Academic journal article Journal of Physical Education and Sport

Myoelectrical Properties of Lower Limbs, in Soccer Players Compared to Different Fall Height and Use of Additional Weight in a Sledge Machine

Academic journal article Journal of Physical Education and Sport

Myoelectrical Properties of Lower Limbs, in Soccer Players Compared to Different Fall Height and Use of Additional Weight in a Sledge Machine

Article excerpt

Introduction

The stretch-shortening cycle (SSC) is an efficient muscular activation type characterized by stretching of the target muscle (eccentric phase) prior to a subsequent shortening in the concentric phase. When compared with concentric actions without preceding stretch, muscular force and power of the SSC is enhanced (Cavagna, G.A., Saibene, F.P. & Margaria, R. 1965; Gregor, R.J., Roy, R.R., Whiting, W.C., Lovely, R.G., Hodgson, J.A. & Edgerton, V.R. 1988). Comparisons of the force-velocity curves in constant velocity and in natural locomotion conditions have shown that muscular output can be enhanced by a stretch-shortening cycle (SSC) muscle function. This has been shown in different experimental set-ups (Gregor, et al., 1988,; Stevens E.D 1993, Komi P.V. 2000). The force- velocity curve of a muscle is distinct from torque- angular velocity curve that has often been used in human studies to describe the mechanical output of the muscles. Those studies have also shown enhancement of joint torque in the concentric phase of SSC type exercise (Bobbert, M.F., Gerritsen, K.G., Litjens, M.C. & Van Soest, A.J. 1996).

Literature suggests that in addition to myo-electrical potentiation (Bosco, C., Viitasalo J.T., Komi, P.V., & Luthanen, P. 1982), the enhanced force and power output in SSC exercise may arise from a stretch-induced force enhancement phenomenon observed in the contractile level (Ettema, G.J.C., Huijing, P.A. & De Haan, A. 1992, Stevens E.D. 1993), or from effective tendon stretch and recoil. During locomotion in vivo, the interaction between the length of contractile and non-contractile tissues depends on the patterns of neural activity that are highly variable between tasks. Constantly changing muscle length, velocity and force make it difficult to attribute the potential enhancement to any specific factor. In spite of these difficulties, our aim was to examine the contribution of the contractile and the elastic components to the potentiation of the muscle-tendon output using in vivo tendon force and fascicle length measuring techniques in human subjects. Force-velocity relationships were compared between maximal knee joint extension exercises and the data recorded during natural movement both at the level of vastus lateralis (VL) muscle fascicle and at the level of the entire muscle- tendon unit (MTU). The data during natural movements, consisting counter movement jumps (CMJ) and drop jumps (DJ) on a sledge apparatus, has been partially reported earlier (Finni, T., Ikegawa, S., Lepola, V. & Komi, P.V.. 2001).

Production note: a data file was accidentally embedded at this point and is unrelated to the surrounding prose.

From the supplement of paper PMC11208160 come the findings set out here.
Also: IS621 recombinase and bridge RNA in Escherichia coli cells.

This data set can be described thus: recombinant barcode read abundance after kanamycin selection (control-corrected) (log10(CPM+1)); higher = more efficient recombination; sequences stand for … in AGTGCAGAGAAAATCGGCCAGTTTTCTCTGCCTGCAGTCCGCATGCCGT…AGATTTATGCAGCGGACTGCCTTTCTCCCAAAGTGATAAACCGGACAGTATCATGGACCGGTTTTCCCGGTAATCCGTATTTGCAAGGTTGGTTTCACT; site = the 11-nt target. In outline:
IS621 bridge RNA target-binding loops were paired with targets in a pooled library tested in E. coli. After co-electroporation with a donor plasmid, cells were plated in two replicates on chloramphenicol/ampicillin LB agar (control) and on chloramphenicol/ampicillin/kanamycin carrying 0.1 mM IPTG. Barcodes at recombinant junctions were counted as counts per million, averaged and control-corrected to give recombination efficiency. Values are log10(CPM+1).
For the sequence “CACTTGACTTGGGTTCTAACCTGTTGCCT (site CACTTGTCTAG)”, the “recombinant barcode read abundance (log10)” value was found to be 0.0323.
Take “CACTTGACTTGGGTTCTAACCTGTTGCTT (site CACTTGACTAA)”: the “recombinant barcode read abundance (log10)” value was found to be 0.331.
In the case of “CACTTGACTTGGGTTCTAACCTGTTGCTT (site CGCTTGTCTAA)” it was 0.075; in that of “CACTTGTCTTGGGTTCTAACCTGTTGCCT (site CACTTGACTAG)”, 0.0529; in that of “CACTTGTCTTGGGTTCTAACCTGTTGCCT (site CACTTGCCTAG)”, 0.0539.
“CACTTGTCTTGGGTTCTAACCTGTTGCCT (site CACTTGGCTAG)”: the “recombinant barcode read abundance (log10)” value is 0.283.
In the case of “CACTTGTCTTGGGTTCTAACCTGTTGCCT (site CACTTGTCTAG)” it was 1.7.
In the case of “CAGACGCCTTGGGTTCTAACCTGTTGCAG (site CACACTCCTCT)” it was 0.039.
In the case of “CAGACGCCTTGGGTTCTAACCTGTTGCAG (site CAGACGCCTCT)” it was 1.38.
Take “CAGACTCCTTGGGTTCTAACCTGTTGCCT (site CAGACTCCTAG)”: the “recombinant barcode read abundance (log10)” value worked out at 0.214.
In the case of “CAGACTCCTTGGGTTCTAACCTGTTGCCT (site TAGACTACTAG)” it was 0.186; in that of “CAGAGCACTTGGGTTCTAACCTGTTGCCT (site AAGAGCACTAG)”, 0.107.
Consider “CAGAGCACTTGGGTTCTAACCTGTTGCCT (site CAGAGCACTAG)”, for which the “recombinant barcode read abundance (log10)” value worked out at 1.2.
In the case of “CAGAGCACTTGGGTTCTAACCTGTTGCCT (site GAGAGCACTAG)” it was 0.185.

A reliable way to assess the vertical jump (drop jumps and counter movement jumps) in cases where it is not possible to perform the simple form, or to prevent injury or because of the high level of difficulty, is to use a ramp construction sledge machine (SLM), where subjects can execute jumping repeat in a seated position, ensuring the stability and balance of the body, including the joints of the hip, knee and ankle, and to achieve a safe jump without risk of injury. It also facilitates the determination of the height of fall, setting the angle required for the execution of the jump, and putting extra weight. There are several reports in the literature concerning investigations which studied the ability and jump muscle function in relation to the drop height and the use of additional weight (Gissis, I., Grezios, A. Goehner, U., & Dickuth H.H., 2003; Gissis, I., Grezios, A., Goehner, U., Dickuth, H.H., & Papadopoulos Ch., 2004), through various situations jumps where you will find the use of construction ramp. The purpose of this study was to examine the effect of the fall of extra weight for selected parameters for the reactive capability in the sledge apparatus built for the purpose.

In the literature also we can see that these structures were used to facilitate the procedures, when the drop height was large enough, (Galindo, A., Barthèlemy, J., Ishikawa, M. …

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